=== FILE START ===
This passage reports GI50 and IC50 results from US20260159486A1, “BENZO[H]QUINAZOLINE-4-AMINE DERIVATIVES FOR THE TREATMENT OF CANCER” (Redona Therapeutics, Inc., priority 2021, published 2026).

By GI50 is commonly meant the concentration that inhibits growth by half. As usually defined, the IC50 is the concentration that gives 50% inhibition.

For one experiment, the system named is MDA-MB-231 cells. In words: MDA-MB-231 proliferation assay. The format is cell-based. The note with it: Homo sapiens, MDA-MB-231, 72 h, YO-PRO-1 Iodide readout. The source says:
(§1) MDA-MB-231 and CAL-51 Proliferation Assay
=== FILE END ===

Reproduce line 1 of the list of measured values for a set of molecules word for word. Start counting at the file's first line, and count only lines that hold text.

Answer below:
This passage reports GI50 and IC50 results from US20260159486A1, “BENZO[H]QUINAZOLINE-4-AMINE DERIVATIVES FOR THE TREATMENT OF CANCER” (Redona Therapeutics, Inc., priority 2021, published 2026).